The new page allows you to personalise and localise what you want to see. Most of your regular and favourite stuff from can be brought to the page so it’s easy to get at.
The little widgets that all the content sits in are also moveable and adaptable, you can set the number and type of stories – for example – that you want to see in each news and blog section.
It also has a nifty little clock and a whopping great ad left top (as always) promoting Auntie’s latest big thing.
But you can’t import feeds from elsewhere into the page, all the content on display has to be BBC content rather than your favourite stuff from other sites and blogs. NYTimes.com’s personalisation feature remains tops in this regard (If only they could add a web mail widget, then we’d be laughing).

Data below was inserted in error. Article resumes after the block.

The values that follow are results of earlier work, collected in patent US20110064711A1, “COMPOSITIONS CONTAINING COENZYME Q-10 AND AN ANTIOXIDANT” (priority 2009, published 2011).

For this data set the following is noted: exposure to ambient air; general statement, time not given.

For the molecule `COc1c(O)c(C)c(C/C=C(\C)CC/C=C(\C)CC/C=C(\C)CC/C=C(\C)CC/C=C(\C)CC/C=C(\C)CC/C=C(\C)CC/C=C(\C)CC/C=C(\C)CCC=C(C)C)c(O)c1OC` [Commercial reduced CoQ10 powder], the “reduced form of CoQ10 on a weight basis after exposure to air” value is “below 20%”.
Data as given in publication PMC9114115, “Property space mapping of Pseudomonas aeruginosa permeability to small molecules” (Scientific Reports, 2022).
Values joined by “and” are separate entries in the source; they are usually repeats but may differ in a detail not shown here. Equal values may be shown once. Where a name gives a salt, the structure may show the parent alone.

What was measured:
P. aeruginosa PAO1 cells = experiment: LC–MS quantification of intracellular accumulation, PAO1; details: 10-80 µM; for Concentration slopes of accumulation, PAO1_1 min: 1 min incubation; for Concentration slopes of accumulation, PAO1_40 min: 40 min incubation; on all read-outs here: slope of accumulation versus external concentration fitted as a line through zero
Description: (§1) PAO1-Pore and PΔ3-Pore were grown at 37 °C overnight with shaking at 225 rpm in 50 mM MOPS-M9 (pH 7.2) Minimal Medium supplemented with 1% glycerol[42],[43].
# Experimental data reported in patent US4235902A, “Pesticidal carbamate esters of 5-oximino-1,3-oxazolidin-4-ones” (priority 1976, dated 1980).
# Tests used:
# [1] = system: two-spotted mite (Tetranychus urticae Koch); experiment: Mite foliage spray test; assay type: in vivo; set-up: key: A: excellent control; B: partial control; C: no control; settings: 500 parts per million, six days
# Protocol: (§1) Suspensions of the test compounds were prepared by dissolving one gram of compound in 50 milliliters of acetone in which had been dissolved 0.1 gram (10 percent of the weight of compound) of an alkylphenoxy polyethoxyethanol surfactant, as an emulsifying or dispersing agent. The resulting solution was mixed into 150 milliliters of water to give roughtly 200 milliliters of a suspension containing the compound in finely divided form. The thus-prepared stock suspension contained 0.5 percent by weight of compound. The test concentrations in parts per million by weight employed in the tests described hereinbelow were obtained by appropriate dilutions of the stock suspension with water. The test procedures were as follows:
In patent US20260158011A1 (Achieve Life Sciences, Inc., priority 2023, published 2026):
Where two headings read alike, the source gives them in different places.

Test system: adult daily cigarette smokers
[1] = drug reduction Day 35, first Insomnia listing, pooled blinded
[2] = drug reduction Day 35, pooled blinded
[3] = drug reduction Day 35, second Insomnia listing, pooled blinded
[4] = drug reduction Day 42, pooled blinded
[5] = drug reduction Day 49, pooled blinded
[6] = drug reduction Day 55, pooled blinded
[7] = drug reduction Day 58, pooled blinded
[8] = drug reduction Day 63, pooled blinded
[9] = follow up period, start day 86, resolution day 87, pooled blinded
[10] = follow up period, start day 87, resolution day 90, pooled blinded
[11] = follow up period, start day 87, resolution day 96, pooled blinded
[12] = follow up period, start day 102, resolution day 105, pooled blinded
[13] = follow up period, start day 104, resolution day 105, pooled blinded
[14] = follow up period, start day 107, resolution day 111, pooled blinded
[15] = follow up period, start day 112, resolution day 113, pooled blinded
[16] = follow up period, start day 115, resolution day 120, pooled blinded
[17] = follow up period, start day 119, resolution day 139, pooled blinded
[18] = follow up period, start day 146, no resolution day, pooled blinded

The new Beeb page seems very much about making its content more accessible, rather than making the page a necessary ‘one-stop destination’.
Richard Titus is acting head of user experience and design at the BBC, he wrote about the new page:
“From a conceptual point of view, the widgetization adopted by Facebook, iGoogle and netvibes weighed strongly on our initial thinking.
“We wanted to build the foundation and DNA of the new site in line with the ongoing trend and evolution of the Internet towards dynamically generated and syndicable content through technologies like RSS, atom and xml.
“This trend essentially abstracts the content from its presentation and distribution, atomizing content into a feed-based universe. Browsers, devices, etc therefore become lenses through which this content can be collected, tailored and consumed by the audience.
“This concept formed one of the most important underlying design and strategic elements of the new homepage. The approach has the added benefit of making content more accessible, usable, and more efficient to modify for consumption across a wider array of networks and devices.”